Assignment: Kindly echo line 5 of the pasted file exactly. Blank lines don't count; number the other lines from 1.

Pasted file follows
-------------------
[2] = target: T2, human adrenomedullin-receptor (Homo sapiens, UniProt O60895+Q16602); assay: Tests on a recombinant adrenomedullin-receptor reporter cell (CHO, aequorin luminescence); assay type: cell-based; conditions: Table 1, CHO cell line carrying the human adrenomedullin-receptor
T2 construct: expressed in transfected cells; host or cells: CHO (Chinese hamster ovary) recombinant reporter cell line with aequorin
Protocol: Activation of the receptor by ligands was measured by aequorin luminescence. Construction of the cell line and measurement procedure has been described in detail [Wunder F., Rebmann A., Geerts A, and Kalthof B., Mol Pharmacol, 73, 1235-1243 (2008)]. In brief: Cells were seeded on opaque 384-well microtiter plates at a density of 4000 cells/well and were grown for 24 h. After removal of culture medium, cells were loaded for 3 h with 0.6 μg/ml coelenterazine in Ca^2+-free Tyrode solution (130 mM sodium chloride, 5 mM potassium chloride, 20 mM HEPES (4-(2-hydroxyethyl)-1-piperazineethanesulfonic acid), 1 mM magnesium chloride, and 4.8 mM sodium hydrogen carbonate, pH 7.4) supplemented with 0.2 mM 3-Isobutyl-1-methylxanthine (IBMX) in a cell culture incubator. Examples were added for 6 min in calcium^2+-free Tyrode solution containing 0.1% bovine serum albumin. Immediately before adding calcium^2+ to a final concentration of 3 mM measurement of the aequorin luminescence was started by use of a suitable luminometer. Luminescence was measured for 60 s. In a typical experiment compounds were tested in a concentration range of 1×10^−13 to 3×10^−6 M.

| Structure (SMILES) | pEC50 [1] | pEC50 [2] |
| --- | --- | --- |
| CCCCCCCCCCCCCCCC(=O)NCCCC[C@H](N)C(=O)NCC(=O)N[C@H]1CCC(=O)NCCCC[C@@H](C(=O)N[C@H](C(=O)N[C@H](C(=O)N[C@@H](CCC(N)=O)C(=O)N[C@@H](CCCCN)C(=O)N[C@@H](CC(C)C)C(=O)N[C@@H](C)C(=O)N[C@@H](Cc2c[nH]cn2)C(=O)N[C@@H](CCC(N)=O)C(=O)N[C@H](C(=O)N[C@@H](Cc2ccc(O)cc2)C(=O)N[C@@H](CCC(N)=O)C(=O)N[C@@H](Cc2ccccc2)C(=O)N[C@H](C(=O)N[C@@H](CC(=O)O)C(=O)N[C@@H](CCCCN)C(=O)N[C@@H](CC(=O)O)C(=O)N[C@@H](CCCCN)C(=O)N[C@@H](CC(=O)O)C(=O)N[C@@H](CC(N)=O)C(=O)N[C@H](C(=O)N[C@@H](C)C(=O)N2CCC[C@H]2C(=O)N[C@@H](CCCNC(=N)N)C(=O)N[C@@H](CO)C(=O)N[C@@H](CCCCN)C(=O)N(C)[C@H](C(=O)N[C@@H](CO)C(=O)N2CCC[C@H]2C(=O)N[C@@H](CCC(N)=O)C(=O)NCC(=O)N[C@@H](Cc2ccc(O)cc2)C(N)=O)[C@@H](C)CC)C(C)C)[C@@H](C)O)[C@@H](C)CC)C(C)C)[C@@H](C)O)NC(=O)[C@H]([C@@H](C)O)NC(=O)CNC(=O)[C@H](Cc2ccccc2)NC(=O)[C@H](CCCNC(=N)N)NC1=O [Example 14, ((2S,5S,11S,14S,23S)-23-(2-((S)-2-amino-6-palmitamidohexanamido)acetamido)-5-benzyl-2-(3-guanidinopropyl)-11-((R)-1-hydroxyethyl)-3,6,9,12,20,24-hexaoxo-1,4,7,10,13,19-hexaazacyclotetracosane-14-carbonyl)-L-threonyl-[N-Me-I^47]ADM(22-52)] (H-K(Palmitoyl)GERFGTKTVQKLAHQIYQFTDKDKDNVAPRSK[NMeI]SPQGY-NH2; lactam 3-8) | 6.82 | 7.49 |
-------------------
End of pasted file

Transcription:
| --- | --- | --- |